(Updated on Apr. 16 to reflect a correction made by UK Environment Agency regarding the Aberthaw Power Station, which was incorrectly listed as being under Main Activity Type 21 instead of 1 in the EU’s preliminary data)
EU ETS like-for-like emissions fell 4.6% in 2014 compared to a year earlier, according to preliminary data from the European Commission on Wednesday.
Excluding aviation, the data showed a 4.8% drop, a lesser fall than the 5.5% average reduction from seven analysts’ estimates compiled by Carbon Pulse last week.
The decrease came despite a 1.4% increase in GDP across the 28-nation bloc in 2014, while unemployment fell below 10% for the first time since 2011, showing again that European countries were able to grow their economies while cutting greenhouse gas output.
Benchmark Dec-15 EUA prices climbed to €7.15 shortly after the data was published on the European Commission website around 1005 GMT, but by 1025 GMT they had slipped back to €7.09, or 12 cents above Tuesday’s settlement price on ICE.
The figures suggest ETS emissions fell further than the annual decrease of the market’s overall cap, which reduces annually by 1.74% below 2012 levels between 2013 and 2020.
The preliminary data, which according to Carbon Pulse’s calculations covers over 83% of the more than 12,000 installations expected to report their 2014 emissions, will be updated in the coming weeks as more companies submit their figures.
The data also showed that around 300 installations covered by the scheme had closed since the end of 2012.
The largest drops in percentage terms amongst the bigger emitters were recorded by Slovenia (-17%), Denmark (-14.4%), France (-12.4%) and Britain (-11.4%), the data showed.
Nine of the 31 countries grew their emissions, with Spain (+2.8 mt) and the Netherlands (+2.6 mt) leading the pack in absolute terms.
Meanwhile, emissions across the power & heat installations – the largest emitting sector under the EU ETS – fell by 7%, largely due to a seasonably warm winter last year, cutting demand for heat and electricity.
Emissions from the oil & gas and pulp & paper sectors also fell by 2% and 4.6% respectively, while CO2 output from the metals industry rose 1.1% and from cement, lime, glass and ceramics by 3%.
Airlines covered by the EU ETS, which had to report two years’ worth of data this year, emitted 51.3 million tonnes in 2013, rising by 2.9% to 52.7 million tonnes in 2014, according to the incomplete data.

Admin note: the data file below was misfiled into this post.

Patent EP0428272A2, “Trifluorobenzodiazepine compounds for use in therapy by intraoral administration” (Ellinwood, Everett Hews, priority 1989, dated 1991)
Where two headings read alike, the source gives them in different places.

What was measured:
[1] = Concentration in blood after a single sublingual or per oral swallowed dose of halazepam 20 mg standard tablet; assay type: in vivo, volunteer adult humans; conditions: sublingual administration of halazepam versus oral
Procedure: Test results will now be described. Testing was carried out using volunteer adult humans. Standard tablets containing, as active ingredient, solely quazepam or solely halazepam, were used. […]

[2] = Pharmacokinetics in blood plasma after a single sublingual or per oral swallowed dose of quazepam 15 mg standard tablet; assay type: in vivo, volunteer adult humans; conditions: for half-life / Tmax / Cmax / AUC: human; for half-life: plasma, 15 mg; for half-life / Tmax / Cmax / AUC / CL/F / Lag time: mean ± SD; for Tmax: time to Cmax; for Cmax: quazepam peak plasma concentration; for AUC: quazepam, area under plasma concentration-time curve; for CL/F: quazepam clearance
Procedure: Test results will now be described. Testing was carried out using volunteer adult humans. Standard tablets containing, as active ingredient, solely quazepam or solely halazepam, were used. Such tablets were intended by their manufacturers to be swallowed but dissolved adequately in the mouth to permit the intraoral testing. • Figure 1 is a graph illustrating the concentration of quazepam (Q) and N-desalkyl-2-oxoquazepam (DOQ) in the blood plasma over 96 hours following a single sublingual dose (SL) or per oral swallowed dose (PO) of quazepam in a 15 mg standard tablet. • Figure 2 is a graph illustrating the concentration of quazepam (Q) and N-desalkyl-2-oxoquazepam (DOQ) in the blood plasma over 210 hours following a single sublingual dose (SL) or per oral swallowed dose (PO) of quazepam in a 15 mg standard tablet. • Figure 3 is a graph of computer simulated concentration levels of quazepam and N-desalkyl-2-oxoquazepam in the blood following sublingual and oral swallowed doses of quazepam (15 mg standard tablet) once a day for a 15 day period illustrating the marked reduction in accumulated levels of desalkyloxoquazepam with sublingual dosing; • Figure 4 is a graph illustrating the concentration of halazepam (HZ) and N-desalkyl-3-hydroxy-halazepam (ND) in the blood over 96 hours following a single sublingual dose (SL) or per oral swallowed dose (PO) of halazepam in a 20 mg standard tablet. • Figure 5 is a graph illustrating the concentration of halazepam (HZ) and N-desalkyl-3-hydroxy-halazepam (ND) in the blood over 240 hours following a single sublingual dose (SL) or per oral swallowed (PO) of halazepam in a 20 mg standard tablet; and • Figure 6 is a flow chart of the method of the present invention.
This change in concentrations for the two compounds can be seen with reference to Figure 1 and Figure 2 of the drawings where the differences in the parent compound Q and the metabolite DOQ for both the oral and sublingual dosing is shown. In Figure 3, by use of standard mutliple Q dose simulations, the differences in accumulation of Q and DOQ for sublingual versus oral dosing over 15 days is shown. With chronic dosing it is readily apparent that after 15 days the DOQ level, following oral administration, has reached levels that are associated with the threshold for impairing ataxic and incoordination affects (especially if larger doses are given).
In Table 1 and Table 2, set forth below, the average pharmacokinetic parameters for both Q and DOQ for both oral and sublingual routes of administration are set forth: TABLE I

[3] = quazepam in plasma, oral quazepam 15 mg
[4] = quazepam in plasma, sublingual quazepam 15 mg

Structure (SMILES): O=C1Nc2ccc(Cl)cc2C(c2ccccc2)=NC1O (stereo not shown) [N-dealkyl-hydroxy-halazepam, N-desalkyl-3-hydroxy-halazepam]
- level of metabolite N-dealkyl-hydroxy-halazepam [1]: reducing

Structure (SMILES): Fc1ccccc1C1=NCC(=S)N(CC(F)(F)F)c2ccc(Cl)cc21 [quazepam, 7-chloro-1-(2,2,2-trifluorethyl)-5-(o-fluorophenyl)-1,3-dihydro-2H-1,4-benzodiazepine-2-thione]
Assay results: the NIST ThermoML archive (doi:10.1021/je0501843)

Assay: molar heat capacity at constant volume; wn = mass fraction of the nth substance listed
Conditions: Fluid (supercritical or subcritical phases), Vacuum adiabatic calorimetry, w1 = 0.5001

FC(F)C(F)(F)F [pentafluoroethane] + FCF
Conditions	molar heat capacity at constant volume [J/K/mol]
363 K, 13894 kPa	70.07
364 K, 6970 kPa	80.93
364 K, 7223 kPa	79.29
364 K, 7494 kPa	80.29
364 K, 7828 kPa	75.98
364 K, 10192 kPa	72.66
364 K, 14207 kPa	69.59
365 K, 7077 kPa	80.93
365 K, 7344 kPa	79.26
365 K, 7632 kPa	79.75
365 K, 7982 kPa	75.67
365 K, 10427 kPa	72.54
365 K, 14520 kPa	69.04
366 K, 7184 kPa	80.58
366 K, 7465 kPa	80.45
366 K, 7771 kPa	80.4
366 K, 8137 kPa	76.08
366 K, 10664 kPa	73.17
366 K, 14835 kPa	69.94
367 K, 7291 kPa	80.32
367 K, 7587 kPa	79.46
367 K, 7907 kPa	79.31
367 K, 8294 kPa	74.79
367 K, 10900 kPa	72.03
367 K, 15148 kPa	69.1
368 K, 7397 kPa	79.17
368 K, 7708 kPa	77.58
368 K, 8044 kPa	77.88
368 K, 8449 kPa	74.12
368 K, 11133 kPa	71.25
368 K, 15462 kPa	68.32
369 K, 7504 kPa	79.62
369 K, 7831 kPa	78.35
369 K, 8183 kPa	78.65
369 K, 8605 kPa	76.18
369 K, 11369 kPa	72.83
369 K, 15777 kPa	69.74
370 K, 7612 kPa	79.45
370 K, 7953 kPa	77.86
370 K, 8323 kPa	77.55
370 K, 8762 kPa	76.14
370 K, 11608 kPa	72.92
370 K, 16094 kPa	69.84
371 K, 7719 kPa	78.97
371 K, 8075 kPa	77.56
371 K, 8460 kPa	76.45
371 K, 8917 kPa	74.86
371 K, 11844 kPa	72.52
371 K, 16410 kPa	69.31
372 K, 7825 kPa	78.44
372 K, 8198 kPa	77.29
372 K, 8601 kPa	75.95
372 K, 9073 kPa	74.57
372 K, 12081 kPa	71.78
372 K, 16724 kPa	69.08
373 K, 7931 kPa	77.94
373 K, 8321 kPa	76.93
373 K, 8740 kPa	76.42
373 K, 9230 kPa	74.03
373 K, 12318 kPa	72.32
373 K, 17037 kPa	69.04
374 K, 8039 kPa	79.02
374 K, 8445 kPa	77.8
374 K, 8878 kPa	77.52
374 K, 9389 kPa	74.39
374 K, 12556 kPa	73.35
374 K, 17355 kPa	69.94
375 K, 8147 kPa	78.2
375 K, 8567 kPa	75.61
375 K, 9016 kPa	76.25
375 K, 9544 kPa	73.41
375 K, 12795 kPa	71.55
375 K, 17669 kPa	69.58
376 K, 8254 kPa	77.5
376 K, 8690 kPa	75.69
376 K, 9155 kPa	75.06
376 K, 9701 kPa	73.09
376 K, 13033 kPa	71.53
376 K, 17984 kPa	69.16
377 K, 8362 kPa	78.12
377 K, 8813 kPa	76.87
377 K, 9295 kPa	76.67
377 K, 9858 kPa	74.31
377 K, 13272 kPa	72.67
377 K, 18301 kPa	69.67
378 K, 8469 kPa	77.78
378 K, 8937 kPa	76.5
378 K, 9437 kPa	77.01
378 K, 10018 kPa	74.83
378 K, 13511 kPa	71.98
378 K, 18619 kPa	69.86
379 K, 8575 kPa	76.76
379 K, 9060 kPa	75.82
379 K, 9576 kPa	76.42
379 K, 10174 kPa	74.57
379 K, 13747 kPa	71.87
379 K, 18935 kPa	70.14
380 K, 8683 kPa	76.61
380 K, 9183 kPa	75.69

“Analysts estimate EU ETS emissions dropped by some 5% last year. But allowances surplus still growing. We need a quick and robust MSR deal!” said Europe’s climate commissioner Miguel Arias Canete on Twitter, referring to proposed reforms to the market.
The ETS regulates around half of Europe’s greenhouse gas emissions and by the end of March more than 13,000 power plants, factories and airlines in 31 countries must surrender enough allowances and UN offsets to cover their output for the previous year.
Analysts at Thomson Reuters Point Carbon noted that last year was the first time since 2008 that annual emissions in the EU ETS were higher than the annual supply introduced to the market, a phenomenon resulting from the EU’s backloading measure, which cut auction volumes by 400 million units last year and led to a net shortage of around 200 million tonnes.
“Backloading will continue for the next two years, and with a decreasing cap and the implementation of the market stability reserve, we expect the accumulated oversupply in the EU ETS to decrease as well. In fact, it is likely that 2014 could be the year when the accumulated oversupply in the European carbon market peaked,” said Yan Qin, an analyst with the firm.
The European Commission last year estimated the glut of permits weighing on the market at more than 2.1 billion units.
Below are tables of verified emissions (VE) by country and by sector (in millions of tonnes of CO2e), including percentage and absolute change compared to 2013.
|Country||VE 2014||VE 2013||% Chg||Abs. Chg|
|Sector||VE 2014||VE 2013||% Chg||Abs. Chg|
|Power & Heat||1,126.5||1,211.0||-7.0%||-84.5|
|Oil & Gas||123.9||126.4||-2.0%||-2.5|
|Cement, Lime, Glass & Ceramics||165.5||160.6||3.0%||4.9|
|Pulp & Paper||24.8||26.0||-4.6%||-1.2|
By Mike Szabo and Ben Garside – firstname.lastname@example.org